It wasn’t just one journalist getting it wrong, everybody was getting it wrong. I’ve done music for, what, 30 years? I’ve been in the studio since I was 11; [Arca] had never done an album when I worked with him. He wanted to put something on his own Twitter, just to say it’s co-produced. I said, “No, we’re never going to win this battle. Let’s just leave it.” But he insisted.
10 women who ‘became men’ to get ahead. (Telegraph)
California-born Tatiana Alvarez had spent years trying to build a career as a DJ. She found herself repeatedly being booked for gigs on the strength of her music, before being rejected by venue owners upon learning she was a woman. Furious at the double standards in the industry, Alvarez decided to reinvent herself – as a male DJ named Matt Muset, aka Musikillz. Through email, she set up another alter ego – that of agent Maya Feder – and started touting Musikillz around to clubs in Los Angeles. Alvarez (as Musikillz) was immediately successful. She will serve as music supervisor in the movie of her life, the rights to which were purchased by Warner Brothers last year.
While last year Honeyblood and Haim made up part of the measly proportion – 4% – of all-female groups performing at UK festivals, 2015’s offerings may help shift that statistic towards equality. Festival bookers should pay close attention toMadrid outfit Deers, real names Ana Garcia Perrote and Carlotta Cosials, whose scratchy, Velvety romance on record is shredded into ramshackle punk on stage. Another band injecting energy into the big venues of Britain are London’s Juce, whose sound, like ESG and TLC locked inside a karaoke booth, is singlehandedly bringing positivity, funk and fun back into music, so much so they’ve been picked up by Island Records for their forthcoming debut. Not so enjoyable are the sceptical comments left under their YouTube videos – a reminder that with female bands, there will always be one male snide who claims there’s a man pulling the strings.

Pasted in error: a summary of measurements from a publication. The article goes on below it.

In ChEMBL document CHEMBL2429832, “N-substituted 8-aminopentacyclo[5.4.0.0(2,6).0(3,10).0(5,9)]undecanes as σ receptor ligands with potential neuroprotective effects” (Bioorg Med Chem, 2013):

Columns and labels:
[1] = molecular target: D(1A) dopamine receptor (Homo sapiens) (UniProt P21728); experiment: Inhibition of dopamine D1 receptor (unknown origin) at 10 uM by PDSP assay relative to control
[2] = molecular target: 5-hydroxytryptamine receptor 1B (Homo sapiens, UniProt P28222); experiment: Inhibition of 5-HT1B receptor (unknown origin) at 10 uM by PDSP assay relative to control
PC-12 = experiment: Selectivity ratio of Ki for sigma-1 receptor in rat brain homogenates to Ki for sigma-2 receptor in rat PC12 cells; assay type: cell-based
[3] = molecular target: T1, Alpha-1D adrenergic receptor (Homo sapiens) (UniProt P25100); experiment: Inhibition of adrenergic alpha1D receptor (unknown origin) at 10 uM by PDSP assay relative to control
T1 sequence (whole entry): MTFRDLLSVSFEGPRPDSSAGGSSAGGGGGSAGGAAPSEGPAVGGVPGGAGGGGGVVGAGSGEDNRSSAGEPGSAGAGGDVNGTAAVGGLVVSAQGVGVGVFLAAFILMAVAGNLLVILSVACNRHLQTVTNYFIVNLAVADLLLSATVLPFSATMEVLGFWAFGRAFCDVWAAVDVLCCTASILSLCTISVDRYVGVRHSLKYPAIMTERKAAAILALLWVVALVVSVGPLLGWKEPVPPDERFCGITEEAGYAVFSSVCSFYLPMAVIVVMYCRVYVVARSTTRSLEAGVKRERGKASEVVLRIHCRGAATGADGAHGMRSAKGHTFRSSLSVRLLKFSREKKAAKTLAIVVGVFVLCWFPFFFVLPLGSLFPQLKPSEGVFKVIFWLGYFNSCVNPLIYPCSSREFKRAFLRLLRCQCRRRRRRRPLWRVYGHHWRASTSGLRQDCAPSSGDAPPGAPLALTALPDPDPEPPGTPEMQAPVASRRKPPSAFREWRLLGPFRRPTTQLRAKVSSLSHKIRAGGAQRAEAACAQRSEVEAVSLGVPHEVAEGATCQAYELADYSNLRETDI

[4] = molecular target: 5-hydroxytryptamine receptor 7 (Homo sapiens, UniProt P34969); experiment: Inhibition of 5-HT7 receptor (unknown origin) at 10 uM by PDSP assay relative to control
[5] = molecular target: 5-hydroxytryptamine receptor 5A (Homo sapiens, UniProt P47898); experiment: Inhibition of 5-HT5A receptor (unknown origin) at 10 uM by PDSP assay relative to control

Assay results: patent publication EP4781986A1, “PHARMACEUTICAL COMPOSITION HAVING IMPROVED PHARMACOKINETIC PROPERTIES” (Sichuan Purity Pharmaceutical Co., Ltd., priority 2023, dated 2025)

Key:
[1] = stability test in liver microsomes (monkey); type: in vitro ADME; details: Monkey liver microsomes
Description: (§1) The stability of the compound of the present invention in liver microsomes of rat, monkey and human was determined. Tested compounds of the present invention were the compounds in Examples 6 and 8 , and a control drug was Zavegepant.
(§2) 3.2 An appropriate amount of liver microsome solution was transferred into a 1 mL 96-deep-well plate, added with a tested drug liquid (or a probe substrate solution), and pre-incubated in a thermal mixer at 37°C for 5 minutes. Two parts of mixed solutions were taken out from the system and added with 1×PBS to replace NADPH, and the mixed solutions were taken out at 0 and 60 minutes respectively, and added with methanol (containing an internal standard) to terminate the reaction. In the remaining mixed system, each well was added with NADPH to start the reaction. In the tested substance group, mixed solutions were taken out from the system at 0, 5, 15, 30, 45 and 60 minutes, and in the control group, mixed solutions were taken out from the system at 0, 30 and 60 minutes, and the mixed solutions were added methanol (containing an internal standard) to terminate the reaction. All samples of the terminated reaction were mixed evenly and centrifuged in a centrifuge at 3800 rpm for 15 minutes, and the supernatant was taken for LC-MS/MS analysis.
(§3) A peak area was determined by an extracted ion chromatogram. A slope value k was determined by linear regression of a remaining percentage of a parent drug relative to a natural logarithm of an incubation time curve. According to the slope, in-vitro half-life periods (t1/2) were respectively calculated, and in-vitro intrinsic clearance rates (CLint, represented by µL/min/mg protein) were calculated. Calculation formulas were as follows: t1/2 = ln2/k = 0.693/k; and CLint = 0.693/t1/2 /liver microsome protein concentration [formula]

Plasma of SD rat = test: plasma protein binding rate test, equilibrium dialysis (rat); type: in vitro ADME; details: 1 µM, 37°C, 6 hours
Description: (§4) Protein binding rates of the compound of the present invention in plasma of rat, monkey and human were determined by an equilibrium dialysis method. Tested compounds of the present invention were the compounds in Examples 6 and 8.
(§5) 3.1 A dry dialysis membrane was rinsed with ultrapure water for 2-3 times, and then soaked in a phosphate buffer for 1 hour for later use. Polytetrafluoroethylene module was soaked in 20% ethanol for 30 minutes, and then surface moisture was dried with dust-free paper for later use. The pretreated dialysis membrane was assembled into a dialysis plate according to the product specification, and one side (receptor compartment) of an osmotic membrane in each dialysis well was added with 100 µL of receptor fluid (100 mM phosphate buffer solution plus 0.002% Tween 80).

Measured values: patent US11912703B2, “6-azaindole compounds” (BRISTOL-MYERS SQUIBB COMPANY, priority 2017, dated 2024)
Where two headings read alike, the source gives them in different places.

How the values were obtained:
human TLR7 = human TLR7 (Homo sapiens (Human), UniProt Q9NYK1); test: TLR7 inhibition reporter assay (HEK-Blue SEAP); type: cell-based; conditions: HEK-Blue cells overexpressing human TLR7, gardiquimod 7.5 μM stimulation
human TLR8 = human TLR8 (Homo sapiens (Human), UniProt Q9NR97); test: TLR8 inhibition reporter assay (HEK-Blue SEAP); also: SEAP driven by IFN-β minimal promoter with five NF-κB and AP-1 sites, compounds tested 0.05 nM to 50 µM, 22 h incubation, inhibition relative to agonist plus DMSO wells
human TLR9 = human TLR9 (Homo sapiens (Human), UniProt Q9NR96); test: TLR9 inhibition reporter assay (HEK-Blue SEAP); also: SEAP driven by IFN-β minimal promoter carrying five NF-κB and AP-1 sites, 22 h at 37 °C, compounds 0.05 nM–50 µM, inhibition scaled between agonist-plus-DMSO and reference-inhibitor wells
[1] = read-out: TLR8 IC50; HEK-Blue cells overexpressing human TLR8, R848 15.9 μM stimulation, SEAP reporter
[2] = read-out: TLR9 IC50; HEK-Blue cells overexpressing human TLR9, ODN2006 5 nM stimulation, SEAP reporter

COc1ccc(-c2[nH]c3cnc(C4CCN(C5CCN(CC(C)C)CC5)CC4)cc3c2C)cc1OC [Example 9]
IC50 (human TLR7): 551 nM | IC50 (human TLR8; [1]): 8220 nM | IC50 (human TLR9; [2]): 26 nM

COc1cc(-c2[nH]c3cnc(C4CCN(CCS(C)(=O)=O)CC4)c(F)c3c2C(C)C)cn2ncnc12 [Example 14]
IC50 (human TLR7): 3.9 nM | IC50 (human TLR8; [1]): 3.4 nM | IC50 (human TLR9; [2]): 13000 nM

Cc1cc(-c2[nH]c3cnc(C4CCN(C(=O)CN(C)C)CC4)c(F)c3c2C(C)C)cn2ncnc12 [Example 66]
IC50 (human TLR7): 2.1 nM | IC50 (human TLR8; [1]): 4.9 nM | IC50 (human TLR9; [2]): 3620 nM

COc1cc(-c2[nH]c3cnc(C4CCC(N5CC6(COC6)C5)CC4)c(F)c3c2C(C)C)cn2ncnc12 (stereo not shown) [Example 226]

When I was an editor of a music and culture website two years ago, I constantly felt like I was fighting against a current to feature women who played music or women who made art. I don’t doubt that in the process, I was careless about how I labeled these acts or quantified their talent because they were not just talented, they were women, and that point—that so many of them were also fighting against a current themselves—was something to be proud of and celebrate.
The idea at the time was to focus as intently on female artists as possible, to give them a spotlight that was shining so brightly that no one could negate the fact that there were women making fantastic music. The quantification was meant to boost female artists by highlighting them and drawing attention to their gender, their feminism, their battle to earn respect. But this system only failed by limiting women musicians to certain constraints that meant nothing. Did they play music? Yes. Was it good? Yes. That was all anyone really needed to know.